Wondering about a player, a past game or another issue involving the Bears? Senior writer Larry Mayer answers a variety of email questions from fans on ChicagoBears.com.
I heard a lot about the Bears signing defensive lineman Ziggy Hood last week. Why didn't he play in Sunday's game against the Vikings?
Veteran defensive lineman Ziggy Hood just resumed practicing last week for the first time since he hurt his foot in the preseason finale with the Jaguars, so I believe the Bears want him to get in better game shape and more familiar with the playbook before they put him on the field. Hood probably wouldn't have been active if defensive lineman Bruce Gaston hadn't been unable to play due to an illness. Here's what coach John Fox said Monday about Hood not playing Sunday: "We had a little bit of an unusual situation with Bruce being sick two days. He's not exactly been with us a whole length of time, and same with Ziggy. Getting them in football shape, getting them ready to play, those are factors. [Hood] was up for the game, but he did not get in the game. But it wasn't like we were at the bit to put him in. Hopefully we can get both of those guys ready as we prepare for San Diego."
I thought the Vikings deserved a running-into-the-kicker penalty late in Sunday's game on a Patrick O'Donnell punt. I believe it was on fourth-and-five and I was wondering whether a penalty—had it been called—would have given the Bears a first down.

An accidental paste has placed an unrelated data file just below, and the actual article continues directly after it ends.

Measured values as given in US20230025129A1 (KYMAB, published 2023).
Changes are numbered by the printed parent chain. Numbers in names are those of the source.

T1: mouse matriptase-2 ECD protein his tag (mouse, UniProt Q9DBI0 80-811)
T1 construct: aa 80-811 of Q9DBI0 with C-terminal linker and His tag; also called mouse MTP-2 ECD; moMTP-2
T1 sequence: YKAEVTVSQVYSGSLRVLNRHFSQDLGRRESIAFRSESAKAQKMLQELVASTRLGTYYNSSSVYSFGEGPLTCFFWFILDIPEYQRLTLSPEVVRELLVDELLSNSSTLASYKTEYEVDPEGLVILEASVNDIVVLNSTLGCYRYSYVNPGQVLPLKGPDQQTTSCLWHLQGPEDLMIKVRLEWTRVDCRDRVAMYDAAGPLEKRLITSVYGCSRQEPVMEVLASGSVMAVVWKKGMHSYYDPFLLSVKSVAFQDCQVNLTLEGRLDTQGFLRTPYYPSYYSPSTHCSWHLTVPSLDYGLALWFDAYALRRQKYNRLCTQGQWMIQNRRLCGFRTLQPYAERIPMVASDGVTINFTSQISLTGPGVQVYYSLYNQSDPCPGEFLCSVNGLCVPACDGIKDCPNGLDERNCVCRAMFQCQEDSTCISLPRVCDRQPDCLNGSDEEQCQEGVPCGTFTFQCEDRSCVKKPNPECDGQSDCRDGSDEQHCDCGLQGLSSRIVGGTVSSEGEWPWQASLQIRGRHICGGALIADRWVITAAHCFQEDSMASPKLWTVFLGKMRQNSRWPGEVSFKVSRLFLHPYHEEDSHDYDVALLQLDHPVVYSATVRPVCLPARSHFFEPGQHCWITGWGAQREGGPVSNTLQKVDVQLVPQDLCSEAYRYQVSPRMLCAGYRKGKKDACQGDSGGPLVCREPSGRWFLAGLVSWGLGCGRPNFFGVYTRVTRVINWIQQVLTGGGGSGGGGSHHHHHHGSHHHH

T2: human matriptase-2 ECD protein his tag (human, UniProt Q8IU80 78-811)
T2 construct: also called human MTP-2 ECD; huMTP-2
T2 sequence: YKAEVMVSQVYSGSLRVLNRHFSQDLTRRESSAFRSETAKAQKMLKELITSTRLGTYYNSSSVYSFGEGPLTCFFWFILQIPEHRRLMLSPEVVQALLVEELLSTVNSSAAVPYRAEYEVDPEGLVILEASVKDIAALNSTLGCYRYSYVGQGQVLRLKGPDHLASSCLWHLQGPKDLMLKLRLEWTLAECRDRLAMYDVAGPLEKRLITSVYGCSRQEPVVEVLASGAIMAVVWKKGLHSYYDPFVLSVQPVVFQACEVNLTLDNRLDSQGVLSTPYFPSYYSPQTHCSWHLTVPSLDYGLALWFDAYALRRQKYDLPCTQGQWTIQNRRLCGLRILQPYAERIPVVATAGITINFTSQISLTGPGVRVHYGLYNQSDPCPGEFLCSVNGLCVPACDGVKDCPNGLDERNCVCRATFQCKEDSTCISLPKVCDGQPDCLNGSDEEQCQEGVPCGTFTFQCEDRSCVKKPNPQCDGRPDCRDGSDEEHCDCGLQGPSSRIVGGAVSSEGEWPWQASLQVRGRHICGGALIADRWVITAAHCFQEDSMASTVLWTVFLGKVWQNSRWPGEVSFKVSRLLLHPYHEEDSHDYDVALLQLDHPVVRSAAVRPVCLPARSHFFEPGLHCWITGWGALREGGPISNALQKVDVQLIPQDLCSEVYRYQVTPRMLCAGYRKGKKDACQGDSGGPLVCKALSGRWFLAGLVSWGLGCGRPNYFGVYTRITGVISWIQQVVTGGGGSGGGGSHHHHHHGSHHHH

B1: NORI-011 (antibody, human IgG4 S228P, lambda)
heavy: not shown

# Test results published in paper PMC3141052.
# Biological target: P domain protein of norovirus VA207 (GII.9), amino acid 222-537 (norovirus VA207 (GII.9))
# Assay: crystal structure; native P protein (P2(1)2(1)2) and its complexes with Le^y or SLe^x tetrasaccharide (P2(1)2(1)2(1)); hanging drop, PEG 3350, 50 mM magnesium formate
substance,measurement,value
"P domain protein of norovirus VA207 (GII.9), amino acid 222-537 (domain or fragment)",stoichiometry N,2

Farmington Hills, Michigan
Yes, a five-yard penalty in that situation would have given the Bears a first down because Martellus Bennett gained a full five yards on a reception from Jay Cutler on the first play after Stefon Diggs' 40-yard touchdown had tied the game 20-20. I hate to say it, but I'm not so sure the officials made the wrong non-call on the punt, however, because it appeared to me that the Vikings player barely brushed up against Patrick O'Donnell and certainly didn't affect the punt or hit him.
Is it just me or is Jay Cutler not throwing as many interceptions as he usually does?
It's not just you. Jay Cutler has thrown just four interceptions on 207 pass attempts so far this season. That translates to a 1.9 interception percentage, which is the best of his career. Cutler's lowest percentage for a full season is 2.2 in 2011 when he threw seven picks on 314 attempts.